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Brunner, Kehu and Heaphy reach Māwhera pā

19 May 1846

Thomas Brunner, c. 1871
Thomas Brunner, c. 1871 (Alexander Turnbull Library, 1/2-023745-G)

This journey was part of Thomas Brunner’s epic 1846–48 exploration of the South Island. He was guided by Kehu (Hone Mokekehu) of Ngāti Tūmatakōkiri and accompanied by Charles Heaphy, a draughtsman and artist with the New Zealand Company.

Brunner arrived in Nelson in 1841. From August 1843 he explored the hinterland with survey parties, persisting in his efforts despite not finding rumoured ‘great plains’. In February 1846 Brunner and Kehu joined Heaphy and future Premier William Fox in a month-long exploration of the upper Buller River and its tributaries.

On 17 March 1846 Brunner, Kehu and Heaphy left Nelson again. They travelled via Golden Bay and then along the West Coast as far south as Hokitika. On their five-month journey Brunner and Heaphy became the first Europeans to visit the Poutini Ngāi Tahu settlements at Māwhera (the future site of Greymouth), Taramakau and Arahura. They were also the first to identify Aoraki/Mt Cook as New Zealand’s highest peak.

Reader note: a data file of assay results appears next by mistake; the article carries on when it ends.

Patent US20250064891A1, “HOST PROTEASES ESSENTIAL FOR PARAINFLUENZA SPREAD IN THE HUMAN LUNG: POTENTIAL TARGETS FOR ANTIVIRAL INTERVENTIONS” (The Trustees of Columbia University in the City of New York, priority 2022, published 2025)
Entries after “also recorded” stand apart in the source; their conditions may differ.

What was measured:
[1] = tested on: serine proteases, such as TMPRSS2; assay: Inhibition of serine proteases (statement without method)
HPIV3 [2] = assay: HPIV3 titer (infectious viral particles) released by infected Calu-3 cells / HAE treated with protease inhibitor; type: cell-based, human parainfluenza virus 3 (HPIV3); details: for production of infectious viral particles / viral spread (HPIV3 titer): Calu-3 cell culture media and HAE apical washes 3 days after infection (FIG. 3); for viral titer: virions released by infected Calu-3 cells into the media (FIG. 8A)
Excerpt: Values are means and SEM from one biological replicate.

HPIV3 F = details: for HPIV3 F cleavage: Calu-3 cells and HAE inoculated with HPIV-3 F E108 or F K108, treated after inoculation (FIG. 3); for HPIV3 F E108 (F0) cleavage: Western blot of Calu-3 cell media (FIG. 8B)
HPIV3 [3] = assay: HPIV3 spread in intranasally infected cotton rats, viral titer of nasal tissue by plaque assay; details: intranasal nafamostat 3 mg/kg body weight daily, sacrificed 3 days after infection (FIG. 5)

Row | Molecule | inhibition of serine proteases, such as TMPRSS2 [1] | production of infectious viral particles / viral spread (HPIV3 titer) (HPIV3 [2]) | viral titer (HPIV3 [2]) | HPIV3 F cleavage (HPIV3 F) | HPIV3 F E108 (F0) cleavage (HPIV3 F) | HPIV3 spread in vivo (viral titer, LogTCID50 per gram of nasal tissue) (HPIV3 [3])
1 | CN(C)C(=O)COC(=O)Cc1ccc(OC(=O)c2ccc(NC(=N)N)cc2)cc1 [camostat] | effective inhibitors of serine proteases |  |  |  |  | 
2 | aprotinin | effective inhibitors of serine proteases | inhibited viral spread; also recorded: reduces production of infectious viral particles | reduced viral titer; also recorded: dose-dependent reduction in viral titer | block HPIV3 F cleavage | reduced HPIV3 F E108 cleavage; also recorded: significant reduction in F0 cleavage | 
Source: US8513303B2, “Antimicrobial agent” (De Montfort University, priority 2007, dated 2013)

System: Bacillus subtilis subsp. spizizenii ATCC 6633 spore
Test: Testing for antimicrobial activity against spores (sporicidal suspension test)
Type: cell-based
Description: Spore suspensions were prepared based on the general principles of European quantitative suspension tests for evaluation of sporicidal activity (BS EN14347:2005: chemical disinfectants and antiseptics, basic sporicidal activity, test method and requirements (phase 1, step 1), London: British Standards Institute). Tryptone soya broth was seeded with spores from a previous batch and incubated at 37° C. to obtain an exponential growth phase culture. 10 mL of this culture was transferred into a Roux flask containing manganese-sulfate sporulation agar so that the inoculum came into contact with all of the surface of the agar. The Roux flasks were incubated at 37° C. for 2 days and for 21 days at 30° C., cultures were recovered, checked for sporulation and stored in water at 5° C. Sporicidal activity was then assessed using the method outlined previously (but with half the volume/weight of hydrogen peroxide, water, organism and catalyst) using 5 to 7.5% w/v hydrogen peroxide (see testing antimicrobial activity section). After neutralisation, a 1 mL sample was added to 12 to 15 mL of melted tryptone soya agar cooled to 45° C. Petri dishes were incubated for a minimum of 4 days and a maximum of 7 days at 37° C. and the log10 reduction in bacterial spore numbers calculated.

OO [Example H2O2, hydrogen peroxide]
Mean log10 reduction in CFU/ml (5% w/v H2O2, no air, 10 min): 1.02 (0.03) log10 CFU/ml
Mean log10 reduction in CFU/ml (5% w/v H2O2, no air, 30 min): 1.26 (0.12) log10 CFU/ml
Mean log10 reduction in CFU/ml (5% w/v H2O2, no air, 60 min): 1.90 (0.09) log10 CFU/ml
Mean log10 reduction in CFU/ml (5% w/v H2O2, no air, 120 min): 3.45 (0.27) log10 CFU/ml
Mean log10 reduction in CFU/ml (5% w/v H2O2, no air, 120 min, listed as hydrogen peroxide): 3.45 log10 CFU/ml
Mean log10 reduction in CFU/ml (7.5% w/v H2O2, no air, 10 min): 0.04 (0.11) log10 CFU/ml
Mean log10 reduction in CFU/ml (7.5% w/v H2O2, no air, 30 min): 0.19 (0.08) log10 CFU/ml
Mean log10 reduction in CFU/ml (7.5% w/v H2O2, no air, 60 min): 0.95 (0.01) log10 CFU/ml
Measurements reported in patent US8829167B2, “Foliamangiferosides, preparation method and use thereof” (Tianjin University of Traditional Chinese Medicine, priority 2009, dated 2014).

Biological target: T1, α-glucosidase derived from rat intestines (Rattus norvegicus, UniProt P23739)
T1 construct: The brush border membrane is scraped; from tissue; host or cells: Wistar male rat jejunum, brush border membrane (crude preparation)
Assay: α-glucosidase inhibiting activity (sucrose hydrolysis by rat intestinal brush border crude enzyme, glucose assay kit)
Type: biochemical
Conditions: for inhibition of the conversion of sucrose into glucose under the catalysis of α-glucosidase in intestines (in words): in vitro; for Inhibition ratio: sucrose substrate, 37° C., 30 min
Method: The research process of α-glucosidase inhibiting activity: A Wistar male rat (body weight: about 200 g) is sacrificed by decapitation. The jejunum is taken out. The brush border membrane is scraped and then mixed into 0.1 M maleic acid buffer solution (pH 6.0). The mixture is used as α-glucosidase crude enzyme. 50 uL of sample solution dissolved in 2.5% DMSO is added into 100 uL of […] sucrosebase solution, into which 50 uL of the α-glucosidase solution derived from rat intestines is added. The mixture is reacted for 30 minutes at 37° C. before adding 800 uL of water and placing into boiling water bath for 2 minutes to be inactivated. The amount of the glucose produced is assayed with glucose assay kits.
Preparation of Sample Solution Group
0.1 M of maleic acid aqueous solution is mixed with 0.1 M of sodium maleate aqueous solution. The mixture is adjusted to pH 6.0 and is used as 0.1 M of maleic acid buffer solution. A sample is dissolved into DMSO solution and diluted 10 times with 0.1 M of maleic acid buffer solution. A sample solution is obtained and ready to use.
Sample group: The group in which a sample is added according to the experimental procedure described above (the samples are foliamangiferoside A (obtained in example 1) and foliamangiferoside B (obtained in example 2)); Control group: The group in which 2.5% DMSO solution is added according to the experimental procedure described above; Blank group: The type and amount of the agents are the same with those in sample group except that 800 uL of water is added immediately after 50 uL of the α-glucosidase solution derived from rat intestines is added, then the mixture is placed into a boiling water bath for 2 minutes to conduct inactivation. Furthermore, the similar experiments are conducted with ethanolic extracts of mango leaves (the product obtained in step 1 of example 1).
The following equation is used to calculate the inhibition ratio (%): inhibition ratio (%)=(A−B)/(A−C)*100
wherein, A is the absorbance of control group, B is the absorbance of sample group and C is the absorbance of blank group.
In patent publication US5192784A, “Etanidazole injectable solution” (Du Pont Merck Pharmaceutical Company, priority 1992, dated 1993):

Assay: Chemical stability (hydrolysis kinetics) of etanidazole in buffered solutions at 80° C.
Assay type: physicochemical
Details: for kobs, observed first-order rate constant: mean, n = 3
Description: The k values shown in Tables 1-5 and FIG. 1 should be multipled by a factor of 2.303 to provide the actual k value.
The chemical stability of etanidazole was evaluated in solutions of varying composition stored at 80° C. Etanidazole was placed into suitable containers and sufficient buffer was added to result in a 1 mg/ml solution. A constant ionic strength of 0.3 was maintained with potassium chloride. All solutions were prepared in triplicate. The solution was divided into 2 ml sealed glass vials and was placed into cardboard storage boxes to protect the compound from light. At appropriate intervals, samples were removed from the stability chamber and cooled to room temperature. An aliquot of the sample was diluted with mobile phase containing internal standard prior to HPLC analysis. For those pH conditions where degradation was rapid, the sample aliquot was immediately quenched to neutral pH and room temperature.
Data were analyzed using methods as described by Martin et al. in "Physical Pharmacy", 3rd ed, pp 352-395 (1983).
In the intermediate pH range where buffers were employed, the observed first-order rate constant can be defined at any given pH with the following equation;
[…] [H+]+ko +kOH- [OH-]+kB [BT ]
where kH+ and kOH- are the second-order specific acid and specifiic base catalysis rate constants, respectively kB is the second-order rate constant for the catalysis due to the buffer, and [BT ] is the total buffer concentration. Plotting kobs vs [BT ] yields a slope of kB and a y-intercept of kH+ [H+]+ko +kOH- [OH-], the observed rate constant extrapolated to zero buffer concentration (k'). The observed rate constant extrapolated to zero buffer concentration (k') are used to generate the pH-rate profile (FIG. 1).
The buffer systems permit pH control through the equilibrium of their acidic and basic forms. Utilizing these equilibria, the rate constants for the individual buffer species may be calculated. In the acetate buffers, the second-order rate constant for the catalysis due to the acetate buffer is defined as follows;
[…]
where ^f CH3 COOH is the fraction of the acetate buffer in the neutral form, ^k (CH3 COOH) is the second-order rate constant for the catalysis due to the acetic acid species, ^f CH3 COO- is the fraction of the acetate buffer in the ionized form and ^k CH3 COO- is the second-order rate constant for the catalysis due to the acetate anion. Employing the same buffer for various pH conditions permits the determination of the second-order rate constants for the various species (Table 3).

Brunner’s most epic journey, with Kehu and another Māori, Pikiwati, and their wives, began in December 1846. Their goal was Milford Sound, but Brunner injured his ankle at Paringa, 50 km north of Haast. After he recovered they set off for home. On the way Brunner had a stroke, and the party did not reach Nelson until June 1848.

Brunner later became Chief Surveyor for Nelson province. Heaphy held the same position in Auckland and later for the general government.

How to cite this page

Brunner, Kehu and Heaphy reach Māwhera pā, URL:, (Manatū Taonga — Ministry for Culture and Heritage), updated